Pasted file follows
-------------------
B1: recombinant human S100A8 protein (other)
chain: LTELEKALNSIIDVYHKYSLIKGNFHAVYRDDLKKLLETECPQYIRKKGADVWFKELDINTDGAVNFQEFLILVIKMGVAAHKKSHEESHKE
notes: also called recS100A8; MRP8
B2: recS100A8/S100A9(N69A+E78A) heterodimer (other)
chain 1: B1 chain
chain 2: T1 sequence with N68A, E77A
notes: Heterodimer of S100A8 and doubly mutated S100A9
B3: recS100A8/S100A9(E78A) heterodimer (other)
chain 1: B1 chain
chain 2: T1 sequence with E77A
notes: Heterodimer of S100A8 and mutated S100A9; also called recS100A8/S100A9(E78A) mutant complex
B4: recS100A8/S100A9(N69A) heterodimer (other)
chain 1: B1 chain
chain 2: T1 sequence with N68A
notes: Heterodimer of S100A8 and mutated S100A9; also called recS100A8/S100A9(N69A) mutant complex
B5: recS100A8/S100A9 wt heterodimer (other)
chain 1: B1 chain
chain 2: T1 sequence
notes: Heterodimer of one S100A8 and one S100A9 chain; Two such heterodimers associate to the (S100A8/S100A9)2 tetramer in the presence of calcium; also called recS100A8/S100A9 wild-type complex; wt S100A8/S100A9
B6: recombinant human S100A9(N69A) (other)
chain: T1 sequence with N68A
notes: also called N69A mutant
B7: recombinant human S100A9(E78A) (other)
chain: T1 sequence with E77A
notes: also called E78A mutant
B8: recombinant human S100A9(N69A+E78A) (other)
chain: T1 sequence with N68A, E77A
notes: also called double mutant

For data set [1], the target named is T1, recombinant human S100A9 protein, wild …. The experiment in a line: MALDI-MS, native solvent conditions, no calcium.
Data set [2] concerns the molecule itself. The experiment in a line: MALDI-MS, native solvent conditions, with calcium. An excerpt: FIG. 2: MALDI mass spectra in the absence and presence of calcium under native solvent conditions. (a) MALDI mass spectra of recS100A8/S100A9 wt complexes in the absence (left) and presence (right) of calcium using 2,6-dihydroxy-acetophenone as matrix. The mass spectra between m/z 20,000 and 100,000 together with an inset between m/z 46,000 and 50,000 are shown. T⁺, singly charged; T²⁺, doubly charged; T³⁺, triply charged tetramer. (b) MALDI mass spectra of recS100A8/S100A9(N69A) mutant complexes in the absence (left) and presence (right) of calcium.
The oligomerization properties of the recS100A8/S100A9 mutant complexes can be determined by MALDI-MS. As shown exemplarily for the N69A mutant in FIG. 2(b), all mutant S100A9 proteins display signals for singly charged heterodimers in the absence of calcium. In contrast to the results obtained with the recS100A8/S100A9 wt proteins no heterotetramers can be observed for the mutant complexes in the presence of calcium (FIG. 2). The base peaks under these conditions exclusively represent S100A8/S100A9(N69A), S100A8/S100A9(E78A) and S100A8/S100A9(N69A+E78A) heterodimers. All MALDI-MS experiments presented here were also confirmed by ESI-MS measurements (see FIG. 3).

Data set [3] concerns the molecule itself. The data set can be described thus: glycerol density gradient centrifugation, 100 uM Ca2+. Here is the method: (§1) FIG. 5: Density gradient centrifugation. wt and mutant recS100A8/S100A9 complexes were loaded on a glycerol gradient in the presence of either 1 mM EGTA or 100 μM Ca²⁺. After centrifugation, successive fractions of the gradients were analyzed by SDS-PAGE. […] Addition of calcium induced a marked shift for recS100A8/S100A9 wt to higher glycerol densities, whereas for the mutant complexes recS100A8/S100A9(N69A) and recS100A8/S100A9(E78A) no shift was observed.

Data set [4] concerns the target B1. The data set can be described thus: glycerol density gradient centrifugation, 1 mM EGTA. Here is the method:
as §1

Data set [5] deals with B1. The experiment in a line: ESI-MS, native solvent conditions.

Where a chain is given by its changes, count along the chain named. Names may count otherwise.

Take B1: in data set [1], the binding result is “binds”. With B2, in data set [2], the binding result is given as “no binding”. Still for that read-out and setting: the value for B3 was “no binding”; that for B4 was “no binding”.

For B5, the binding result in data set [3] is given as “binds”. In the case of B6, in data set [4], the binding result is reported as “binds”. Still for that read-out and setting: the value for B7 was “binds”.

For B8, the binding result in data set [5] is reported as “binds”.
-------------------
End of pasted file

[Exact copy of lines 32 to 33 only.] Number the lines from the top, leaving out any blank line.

Data set [3] concerns the molecule itself. The data set can be described thus: glycerol density gradient centrifugation, 100 uM Ca2+. Here is the method: (§1) FIG. 5: Density gradient centrifugation. wt and mutant recS100A8/S100A9 complexes were loaded on a glycerol gradient in the presence of either 1 mM EGTA or 100 μM Ca²⁺. After centrifugation, successive fractions of the gradients were analyzed by SDS-PAGE. […] Addition of calcium induced a marked shift for recS100A8/S100A9 wt to higher glycerol densities, whereas for the mutant complexes recS100A8/S100A9(N69A) and recS100A8/S100A9(E78A) no shift was observed.

Data set [4] concerns the target B1. The data set can be described thus: glycerol density gradient centrifugation, 1 mM EGTA. Here is the method: